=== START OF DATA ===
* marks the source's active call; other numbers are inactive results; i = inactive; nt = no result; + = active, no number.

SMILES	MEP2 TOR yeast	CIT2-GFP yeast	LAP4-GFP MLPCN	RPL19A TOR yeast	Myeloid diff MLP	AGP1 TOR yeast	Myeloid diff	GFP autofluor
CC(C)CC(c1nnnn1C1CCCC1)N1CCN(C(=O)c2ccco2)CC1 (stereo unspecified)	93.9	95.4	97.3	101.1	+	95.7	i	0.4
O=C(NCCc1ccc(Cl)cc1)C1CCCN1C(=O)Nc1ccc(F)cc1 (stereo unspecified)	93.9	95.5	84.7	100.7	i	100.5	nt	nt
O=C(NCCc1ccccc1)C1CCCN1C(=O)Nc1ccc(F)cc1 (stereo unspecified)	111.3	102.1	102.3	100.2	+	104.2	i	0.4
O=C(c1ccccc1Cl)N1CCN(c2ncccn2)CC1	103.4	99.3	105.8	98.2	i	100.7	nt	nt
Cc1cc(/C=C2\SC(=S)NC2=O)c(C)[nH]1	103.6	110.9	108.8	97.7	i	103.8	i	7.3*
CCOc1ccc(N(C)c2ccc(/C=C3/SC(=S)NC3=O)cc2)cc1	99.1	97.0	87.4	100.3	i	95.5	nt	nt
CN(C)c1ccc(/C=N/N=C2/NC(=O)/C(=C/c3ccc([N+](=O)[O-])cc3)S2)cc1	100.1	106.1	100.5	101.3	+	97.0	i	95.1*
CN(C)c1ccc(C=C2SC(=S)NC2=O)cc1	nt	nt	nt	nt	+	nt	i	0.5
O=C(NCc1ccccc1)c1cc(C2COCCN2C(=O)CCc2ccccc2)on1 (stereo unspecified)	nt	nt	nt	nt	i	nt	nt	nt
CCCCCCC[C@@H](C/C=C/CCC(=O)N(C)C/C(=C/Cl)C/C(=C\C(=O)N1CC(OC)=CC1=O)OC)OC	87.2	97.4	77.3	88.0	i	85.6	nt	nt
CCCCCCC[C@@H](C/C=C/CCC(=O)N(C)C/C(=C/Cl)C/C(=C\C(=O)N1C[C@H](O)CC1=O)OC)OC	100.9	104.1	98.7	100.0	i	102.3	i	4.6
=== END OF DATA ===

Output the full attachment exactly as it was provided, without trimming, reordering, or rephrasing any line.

* marks the source's active call; other numbers are inactive results; i = inactive; nt = no result; + = active, no number.

SMILES	MEP2 TOR yeast	CIT2-GFP yeast	LAP4-GFP MLPCN	RPL19A TOR yeast	Myeloid diff MLP	AGP1 TOR yeast	Myeloid diff	GFP autofluor
CC(C)CC(c1nnnn1C1CCCC1)N1CCN(C(=O)c2ccco2)CC1 (stereo unspecified)	93.9	95.4	97.3	101.1	+	95.7	i	0.4
O=C(NCCc1ccc(Cl)cc1)C1CCCN1C(=O)Nc1ccc(F)cc1 (stereo unspecified)	93.9	95.5	84.7	100.7	i	100.5	nt	nt
O=C(NCCc1ccccc1)C1CCCN1C(=O)Nc1ccc(F)cc1 (stereo unspecified)	111.3	102.1	102.3	100.2	+	104.2	i	0.4
O=C(c1ccccc1Cl)N1CCN(c2ncccn2)CC1	103.4	99.3	105.8	98.2	i	100.7	nt	nt
Cc1cc(/C=C2\SC(=S)NC2=O)c(C)[nH]1	103.6	110.9	108.8	97.7	i	103.8	i	7.3*
CCOc1ccc(N(C)c2ccc(/C=C3/SC(=S)NC3=O)cc2)cc1	99.1	97.0	87.4	100.3	i	95.5	nt	nt
CN(C)c1ccc(/C=N/N=C2/NC(=O)/C(=C/c3ccc([N+](=O)[O-])cc3)S2)cc1	100.1	106.1	100.5	101.3	+	97.0	i	95.1*
CN(C)c1ccc(C=C2SC(=S)NC2=O)cc1	nt	nt	nt	nt	+	nt	i	0.5
O=C(NCc1ccccc1)c1cc(C2COCCN2C(=O)CCc2ccccc2)on1 (stereo unspecified)	nt	nt	nt	nt	i	nt	nt	nt
CCCCCCC[C@@H](C/C=C/CCC(=O)N(C)C/C(=C/Cl)C/C(=C\C(=O)N1CC(OC)=CC1=O)OC)OC	87.2	97.4	77.3	88.0	i	85.6	nt	nt
CCCCCCC[C@@H](C/C=C/CCC(=O)N(C)C/C(=C/Cl)C/C(=C\C(=O)N1C[C@H](O)CC1=O)OC)OC	100.9	104.1	98.7	100.0	i	102.3	i	4.6